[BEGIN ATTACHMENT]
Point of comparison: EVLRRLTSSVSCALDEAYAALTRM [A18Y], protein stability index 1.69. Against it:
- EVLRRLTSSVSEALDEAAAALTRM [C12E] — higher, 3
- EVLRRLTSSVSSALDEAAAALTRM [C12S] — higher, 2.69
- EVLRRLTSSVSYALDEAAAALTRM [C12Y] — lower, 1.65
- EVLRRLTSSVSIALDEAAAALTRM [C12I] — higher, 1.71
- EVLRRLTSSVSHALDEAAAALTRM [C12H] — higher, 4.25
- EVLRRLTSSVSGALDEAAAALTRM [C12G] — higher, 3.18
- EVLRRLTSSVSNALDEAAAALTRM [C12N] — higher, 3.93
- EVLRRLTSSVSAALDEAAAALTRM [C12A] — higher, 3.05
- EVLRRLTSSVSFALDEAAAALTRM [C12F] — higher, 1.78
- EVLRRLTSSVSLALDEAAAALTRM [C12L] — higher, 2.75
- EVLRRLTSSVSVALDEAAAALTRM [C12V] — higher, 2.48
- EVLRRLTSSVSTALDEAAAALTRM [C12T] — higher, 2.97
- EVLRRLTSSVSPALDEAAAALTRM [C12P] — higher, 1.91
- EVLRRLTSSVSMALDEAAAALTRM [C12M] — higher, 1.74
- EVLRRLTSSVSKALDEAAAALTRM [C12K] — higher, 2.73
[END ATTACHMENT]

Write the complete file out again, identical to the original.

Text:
Point of comparison: EVLRRLTSSVSCALDEAYAALTRM [A18Y], protein stability index 1.69. Against it:
- EVLRRLTSSVSEALDEAAAALTRM [C12E] — higher, 3
- EVLRRLTSSVSSALDEAAAALTRM [C12S] — higher, 2.69
- EVLRRLTSSVSYALDEAAAALTRM [C12Y] — lower, 1.65
- EVLRRLTSSVSIALDEAAAALTRM [C12I] — higher, 1.71
- EVLRRLTSSVSHALDEAAAALTRM [C12H] — higher, 4.25
- EVLRRLTSSVSGALDEAAAALTRM [C12G] — higher, 3.18
- EVLRRLTSSVSNALDEAAAALTRM [C12N] — higher, 3.93
- EVLRRLTSSVSAALDEAAAALTRM [C12A] — higher, 3.05
- EVLRRLTSSVSFALDEAAAALTRM [C12F] — higher, 1.78
- EVLRRLTSSVSLALDEAAAALTRM [C12L] — higher, 2.75
- EVLRRLTSSVSVALDEAAAALTRM [C12V] — higher, 2.48
- EVLRRLTSSVSTALDEAAAALTRM [C12T] — higher, 2.97
- EVLRRLTSSVSPALDEAAAALTRM [C12P] — higher, 1.91
- EVLRRLTSSVSMALDEAAAALTRM [C12M] — higher, 1.74
- EVLRRLTSSVSKALDEAAAALTRM [C12K] — higher, 2.73